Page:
In addition to the concerns about 401(k) plans, there has been more of a concern regarding the applicability of the Rule to employers that maintain individual account health and welfare plans and their third-party administrators. The FTC makes it clear in its FAQs that an employer that sponsors a Health FSA or a third-party administrator that administers Health FSAs for plan sponsors will not be considered a creditor under the Rule. According to the FTC, Health FSAs operate like insurance plans in that employers must make the entire amount elected by participants available to them from the beginning of the plan year. Thus, the FTC concluded by stating that as a result, neither offering Health FSAs nor maintaining those accounts for other companies makes a business a “creditor” under the Rule. Although not specifically discussed in the FAQs, a sponsor or administrator of a health reimbursement arrangement (“HRA”), dependent care assistance program or transportation program should not be a “creditor” either because participants in those plans typically can only access what has been added to their plan balance and not any additional funds.
Individual Account Health and Welfare Plans with Debit Cards
Although a typical health and welfare plan should not give rise to “creditor” status, the application of “financial institution” status is more troubling. The FAQs also provide that the definition of “financial institution” includes businesses that have accounts a customer can use to make payments or transfers to third parties. Thus, the FAQs provide that if a business administers Health FSAs and gives its customers a debit card to access benefits, that business would be considered a “financial institution” (i.e., because it is administering a transaction account that allows payments to third parties). Despite this recent revelation in the FAQs, Health FSAs are employer plans and all funds under such plans belong to the employer, not the individual participants. Notwithstanding, it appears that the FTC has brushed aside this point or does not consider it relevant in the context of debit cards.
In addition, some have wondered whether Health FSAs could be exempt under the theory espoused above for 401(k) plans. Under this theory, because the Health FSA is a separate legal entity and the accounts are established under the plan, then the “plan” (and consequently its third-party administrators) should not be covered. The issue with extending this theory to Health FSAs is that for 401(k) plans, the 401(k) plan did not have a transaction account that made payments to third parties and thus was exempt on that basis. For Health FSAs with debit cards, those arrangements are considered transaction accounts in their own right (based on the FAQs), and thus the “plan exception” does not appear to apply.
Despite the arguments above, it appears that the FTC considers third-party administrators that administer Health FSAs that have debit cards as “financial institutions” covered by the Rule. However, with that said, it is unclear who should be responsible for compliance with the Rule. One could argue that based on the FAQs, it could be the third-party administrator for the Health FSA. However, typically third-party administrators do not issue the actual debit cards, but only administer the plan and the account balances. Thus, there is a good argument that the bank or other institution that issues the debit card should be responsible for compliance. This is supported by the fact that the FAQ states that it applies to a business that “gives” the debit card to participants – which implies the issuer. We have had informal conversations with the FTC on this issue, and we understand the FTC position is that the issuer of the debit card is responsible for compliance with the Rule. However, there may also be some liability for sponsors to make certain that someone will take the responsibility for compliance, and thus conservative sponsors may want to address this issue with their third-party administrators.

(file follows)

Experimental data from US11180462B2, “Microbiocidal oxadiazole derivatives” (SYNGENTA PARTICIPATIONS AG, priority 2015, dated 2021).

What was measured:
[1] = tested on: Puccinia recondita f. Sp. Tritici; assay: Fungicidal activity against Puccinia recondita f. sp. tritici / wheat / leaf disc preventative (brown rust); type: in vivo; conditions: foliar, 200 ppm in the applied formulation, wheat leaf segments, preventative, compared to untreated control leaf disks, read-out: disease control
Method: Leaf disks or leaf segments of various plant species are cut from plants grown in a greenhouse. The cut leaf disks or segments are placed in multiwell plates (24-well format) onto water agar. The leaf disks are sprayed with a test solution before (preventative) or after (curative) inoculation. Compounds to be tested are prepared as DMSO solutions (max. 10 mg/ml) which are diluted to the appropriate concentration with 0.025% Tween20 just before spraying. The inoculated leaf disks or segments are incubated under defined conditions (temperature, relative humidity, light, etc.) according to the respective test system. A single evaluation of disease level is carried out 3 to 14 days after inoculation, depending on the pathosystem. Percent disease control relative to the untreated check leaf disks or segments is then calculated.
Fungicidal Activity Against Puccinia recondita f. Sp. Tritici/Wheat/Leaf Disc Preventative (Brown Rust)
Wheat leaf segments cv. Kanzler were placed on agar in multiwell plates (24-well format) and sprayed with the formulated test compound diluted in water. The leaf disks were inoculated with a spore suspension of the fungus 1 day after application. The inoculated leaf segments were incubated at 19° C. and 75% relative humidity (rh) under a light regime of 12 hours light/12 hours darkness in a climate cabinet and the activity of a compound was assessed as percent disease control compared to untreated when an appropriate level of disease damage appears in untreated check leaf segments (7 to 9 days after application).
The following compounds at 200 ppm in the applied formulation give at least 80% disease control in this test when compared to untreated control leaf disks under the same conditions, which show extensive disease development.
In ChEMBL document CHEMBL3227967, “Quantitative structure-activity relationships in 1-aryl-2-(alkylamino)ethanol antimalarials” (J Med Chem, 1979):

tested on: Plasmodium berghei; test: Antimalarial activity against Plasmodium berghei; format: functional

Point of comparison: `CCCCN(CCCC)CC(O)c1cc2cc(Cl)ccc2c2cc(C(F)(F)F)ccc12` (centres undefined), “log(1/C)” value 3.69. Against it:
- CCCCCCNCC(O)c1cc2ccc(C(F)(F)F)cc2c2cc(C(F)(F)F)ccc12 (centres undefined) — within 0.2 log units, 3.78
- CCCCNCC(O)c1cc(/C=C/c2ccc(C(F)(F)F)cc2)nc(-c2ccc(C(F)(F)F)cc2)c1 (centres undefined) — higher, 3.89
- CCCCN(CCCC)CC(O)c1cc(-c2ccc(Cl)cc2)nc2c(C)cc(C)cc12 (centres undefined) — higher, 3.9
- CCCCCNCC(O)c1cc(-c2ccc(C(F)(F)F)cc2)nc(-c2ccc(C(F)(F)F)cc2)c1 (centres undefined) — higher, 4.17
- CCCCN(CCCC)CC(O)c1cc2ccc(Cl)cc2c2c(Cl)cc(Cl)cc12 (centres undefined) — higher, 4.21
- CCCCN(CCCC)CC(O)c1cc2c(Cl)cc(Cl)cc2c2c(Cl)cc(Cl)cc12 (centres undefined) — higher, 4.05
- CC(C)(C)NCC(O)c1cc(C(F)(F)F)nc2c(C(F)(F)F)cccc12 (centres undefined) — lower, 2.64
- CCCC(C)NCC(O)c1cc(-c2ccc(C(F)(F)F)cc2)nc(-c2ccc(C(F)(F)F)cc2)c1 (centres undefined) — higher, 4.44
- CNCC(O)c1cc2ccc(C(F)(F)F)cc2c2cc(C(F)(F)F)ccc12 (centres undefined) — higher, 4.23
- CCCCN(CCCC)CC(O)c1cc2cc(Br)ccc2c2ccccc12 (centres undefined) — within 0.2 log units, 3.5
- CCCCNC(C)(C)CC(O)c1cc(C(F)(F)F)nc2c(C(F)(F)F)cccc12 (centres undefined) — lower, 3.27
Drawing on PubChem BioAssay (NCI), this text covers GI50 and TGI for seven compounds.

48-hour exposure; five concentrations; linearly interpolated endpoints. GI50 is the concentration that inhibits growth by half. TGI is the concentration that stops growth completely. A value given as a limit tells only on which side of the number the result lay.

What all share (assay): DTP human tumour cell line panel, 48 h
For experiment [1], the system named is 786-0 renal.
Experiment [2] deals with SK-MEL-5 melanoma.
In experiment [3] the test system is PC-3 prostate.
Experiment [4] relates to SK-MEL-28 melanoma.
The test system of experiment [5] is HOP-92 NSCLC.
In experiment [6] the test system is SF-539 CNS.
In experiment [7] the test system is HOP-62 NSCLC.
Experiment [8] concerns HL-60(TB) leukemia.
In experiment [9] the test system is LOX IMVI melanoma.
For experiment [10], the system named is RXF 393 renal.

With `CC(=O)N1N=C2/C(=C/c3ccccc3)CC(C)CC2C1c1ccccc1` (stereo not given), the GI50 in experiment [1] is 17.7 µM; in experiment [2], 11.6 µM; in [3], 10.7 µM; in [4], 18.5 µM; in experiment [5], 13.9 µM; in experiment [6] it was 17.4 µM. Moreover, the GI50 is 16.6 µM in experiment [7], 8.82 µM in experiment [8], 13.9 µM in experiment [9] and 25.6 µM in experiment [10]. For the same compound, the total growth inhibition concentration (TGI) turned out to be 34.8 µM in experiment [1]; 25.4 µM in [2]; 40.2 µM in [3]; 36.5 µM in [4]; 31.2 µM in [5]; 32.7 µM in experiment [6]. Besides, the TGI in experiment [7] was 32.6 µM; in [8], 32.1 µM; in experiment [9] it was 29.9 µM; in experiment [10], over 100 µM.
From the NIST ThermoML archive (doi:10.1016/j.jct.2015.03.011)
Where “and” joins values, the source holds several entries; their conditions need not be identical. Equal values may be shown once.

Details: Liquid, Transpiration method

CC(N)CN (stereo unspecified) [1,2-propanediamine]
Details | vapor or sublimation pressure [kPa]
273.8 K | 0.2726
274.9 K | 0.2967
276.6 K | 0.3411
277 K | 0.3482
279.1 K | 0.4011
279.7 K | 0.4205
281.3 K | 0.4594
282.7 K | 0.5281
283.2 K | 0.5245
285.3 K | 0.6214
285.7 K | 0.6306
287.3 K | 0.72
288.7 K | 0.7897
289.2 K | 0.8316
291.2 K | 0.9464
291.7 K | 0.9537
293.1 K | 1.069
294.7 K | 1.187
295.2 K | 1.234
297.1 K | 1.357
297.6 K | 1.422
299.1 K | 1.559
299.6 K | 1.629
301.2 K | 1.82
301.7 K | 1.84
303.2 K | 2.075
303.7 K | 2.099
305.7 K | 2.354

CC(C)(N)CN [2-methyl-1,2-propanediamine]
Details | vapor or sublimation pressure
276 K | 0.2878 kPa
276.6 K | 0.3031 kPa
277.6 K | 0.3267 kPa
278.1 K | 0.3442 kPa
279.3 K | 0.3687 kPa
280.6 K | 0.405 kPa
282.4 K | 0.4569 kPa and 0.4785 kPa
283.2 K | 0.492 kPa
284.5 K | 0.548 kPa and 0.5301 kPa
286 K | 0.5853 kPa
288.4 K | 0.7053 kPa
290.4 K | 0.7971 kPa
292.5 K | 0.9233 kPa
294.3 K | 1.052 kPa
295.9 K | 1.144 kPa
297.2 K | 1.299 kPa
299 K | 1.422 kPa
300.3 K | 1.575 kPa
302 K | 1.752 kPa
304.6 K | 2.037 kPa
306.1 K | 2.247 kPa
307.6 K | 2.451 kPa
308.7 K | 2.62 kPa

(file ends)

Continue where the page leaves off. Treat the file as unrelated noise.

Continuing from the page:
Further, while the FAQs do not directly address other benefit programs that have debit cards, such as HRAs and transportation programs, the language of the Rule and the FAQs would apply to an HRA or transportation program that includes a debit card. In that context, again the bank or other institution that issues the card should be responsible for compliance with the Rule. With respect to health savings accounts (“HSAs”), the issuer of a debit card for an HSA should also be covered by the Rule, and the bank or other trustee that holds the HSA accounts would also likely be covered by the Rule as a “financial institution” in its own right. Last, health and welfare plans that include arrangements to pay third-parties on a regular basis (outside of a debit card situation), may also be covered by the Rule as a “transaction account.”
Requirements of the Rule
The Rule became effective on January 1, 2008, and financial institutions and creditors with covered accounts were initially required to comply with the Rule as of November 1, 2008, but the FTC (through serial suspensions) has suspended enforcement of the Rule until November 1, 2009, to give creditors and financial institutions more time to develop and implement written identity theft prevention programs. If a financial institution or creditor determines that it offers or maintains covered accounts, it must design a written identity theft prevention program to include policies and procedures that will –
- Identify the relevant "red flags" for covered accounts and incorporate those "red flags" into its identity theft prevention program;
- Detect the "red flags" that have been incorporated into its identity theft prevention program;
- Respond appropriately to any "red flags" that are detected to prevent and mitigate the identity theft; and
- Ensure that the identity theft prevention program is updated periodically to reflect changes in the risks to customers or to the safety and soundness of the financial institution or creditor from identity theft.
The written identity theft prevention program must be approved by the entity's board of directors or a committee of the board of directors, and the board of directors (or its designee) must be involved in the administration and implementation of the program, including the training of staff as needed to implement the program. The FTC has determined that it will not provide sample written programs but instead, will only require that each business or organization develop a reasonable program, taking into account the nature of its business and the risks it typically faces.